Athletes find sports fulfilling


POSTED: Monday, May 25, 2009

“;I look up to Ipo more than any player on the team,”; said Katie Case, a freshman teammate. “;When we were playing volleyball, she followed every mistake she made by trying ten times harder.”;

Ku'uipo “;Ipo”; Nakoa was raised by her stepmother Kiyo Hoover and her dad, Daniel Harry Nakoa, with a mix of western and Hawaiian culture. With eight older siblings and two younger brothers, Ipo Nakoa claimed that as the only girl around the ranch, she was very “;tomboyish.”; She played football, broke horses and even wrestled in the mud.

Raised in a 2,500-acre playground, Nakoa remembered, “;My stepmom bought a giant bell to call us home, since we would run so fast and so far in an hour, we just couldn't hear her yelling for us to go home.”;

Nakoa's speed and agility allowed her to become one of HPA's best athletes in track, volleyball and soccer. Ipo led the soccer team in scoring, notching two decisive goals against Honokaa to lead her team into the semifinals. In track, she has participated in the 100-meter sprint, 200-meter dash, 400-meter run, the 4 x 100-meter and 4 x 400-meter relay, long jump, triple jump and pole vault. For winning the 200-meter run, the long jump and triple jump events at the Big Island Interscholastic Federation Track and Field Championships, she joined fellow HPA runner Noe Vargas as tournament MVP.

Nakoa looks up to senior Korey Tsubota for inspiration. “;I wish I had known him for longer then just these three short years,”; Nakoa said. “;Korey Tsubota is just an amazing person. He's like a titan rising from the ashes to build a castle.”;

Through Tsubota, Nakoa has learned to live by the motto of “;There are no boundaries; the sky is not a limit, because once you believe that there is a limit, all battles are lost.”;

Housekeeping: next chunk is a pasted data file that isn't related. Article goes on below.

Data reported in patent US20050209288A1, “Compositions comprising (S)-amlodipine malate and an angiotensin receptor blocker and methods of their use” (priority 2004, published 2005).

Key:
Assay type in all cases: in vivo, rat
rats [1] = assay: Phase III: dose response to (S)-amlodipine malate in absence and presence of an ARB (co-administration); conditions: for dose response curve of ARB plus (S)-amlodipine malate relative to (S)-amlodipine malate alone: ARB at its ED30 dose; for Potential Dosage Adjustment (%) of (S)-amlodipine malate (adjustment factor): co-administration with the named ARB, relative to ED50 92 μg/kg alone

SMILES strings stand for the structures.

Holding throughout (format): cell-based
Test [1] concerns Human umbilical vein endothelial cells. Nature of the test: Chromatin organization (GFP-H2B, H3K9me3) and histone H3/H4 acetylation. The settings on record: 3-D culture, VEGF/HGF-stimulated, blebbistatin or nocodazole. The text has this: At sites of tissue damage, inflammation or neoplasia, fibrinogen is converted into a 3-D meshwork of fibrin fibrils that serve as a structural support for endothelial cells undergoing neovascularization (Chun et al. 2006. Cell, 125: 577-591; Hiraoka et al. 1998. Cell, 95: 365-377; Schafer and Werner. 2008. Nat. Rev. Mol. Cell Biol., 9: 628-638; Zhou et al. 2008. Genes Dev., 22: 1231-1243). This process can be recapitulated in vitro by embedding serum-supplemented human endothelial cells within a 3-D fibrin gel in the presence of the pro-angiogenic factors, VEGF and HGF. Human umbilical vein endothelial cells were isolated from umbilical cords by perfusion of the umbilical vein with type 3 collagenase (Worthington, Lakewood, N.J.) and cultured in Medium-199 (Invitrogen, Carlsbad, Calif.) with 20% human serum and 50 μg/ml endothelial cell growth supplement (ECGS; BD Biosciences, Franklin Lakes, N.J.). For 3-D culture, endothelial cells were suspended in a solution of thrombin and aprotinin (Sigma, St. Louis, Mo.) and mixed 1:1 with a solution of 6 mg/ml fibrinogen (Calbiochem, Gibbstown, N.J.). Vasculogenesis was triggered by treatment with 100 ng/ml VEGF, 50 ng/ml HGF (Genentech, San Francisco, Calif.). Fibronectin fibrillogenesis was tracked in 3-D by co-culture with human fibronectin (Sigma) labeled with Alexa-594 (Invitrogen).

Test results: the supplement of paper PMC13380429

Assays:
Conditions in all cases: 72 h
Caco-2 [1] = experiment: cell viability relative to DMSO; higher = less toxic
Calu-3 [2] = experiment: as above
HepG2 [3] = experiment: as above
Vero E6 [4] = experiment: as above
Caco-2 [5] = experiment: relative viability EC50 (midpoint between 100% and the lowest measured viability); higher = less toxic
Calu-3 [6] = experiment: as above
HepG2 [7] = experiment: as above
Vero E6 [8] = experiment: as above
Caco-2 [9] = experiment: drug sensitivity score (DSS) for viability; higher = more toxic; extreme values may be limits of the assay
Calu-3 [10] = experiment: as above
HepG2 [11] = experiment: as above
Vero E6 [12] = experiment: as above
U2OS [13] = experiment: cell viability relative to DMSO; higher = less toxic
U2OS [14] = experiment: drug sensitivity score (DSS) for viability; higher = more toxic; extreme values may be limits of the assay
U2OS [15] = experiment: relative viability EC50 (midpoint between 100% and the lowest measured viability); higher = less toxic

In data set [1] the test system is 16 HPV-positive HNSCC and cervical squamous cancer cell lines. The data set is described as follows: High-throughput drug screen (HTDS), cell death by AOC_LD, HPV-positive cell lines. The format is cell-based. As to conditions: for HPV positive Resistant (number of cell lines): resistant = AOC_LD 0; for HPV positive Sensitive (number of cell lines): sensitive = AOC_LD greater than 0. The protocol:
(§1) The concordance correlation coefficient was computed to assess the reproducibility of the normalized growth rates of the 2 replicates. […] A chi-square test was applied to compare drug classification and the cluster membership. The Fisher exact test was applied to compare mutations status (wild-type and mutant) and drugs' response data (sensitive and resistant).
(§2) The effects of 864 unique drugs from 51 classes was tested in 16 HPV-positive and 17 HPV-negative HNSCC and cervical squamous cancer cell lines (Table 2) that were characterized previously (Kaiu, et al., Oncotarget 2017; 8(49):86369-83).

Devin Fujioka doesn't look like the typical dominating fastball pitcher, but looks can be deceiving. Born to Lisa and Edward Fujioka, he grew up in Waimea and loved baseball from fourth grade on. In ninth grade Fujioka left Waimea Intermediate School for new challenges of HPA. Looking back on his team's fifth-place finish at this year's Division II championships and his being named to the all-tournament team, he remains proudest of making the transition between Waimea and HPA. “;It was tough academically and emotionally,”; Fujioka said.

From freshman year, Fujioka started and finished just about every game for the Ka Makani. His greatest contribution this season didn't come on the pitching mound, however. Fujioka had to miss the opening round of this year's BIIF playoffs. This didn't stop him from showing his leadership as captain, though; he flipped over all the benches in the dugout so no one could sit down and yelled at everyone to be louder. The fans picked up the cheering. The electric environment helped push the team to a win.

Fujioka pitched 6 1/3 innings of the BIIF championship, leaving only because he was suffering from back cramps. He followed that performance by pitching nine innings in the state championships, losing one game and figuring prominently in the two wins. From the beginning of his freshmen year until his last game against rival Honokaa, his energy and dedication on and off the field lifted HPA from a perennial doormat to a championship team. At 5 feet 5 inches Devin might not look like a champion baseball player, but you can't see his heart.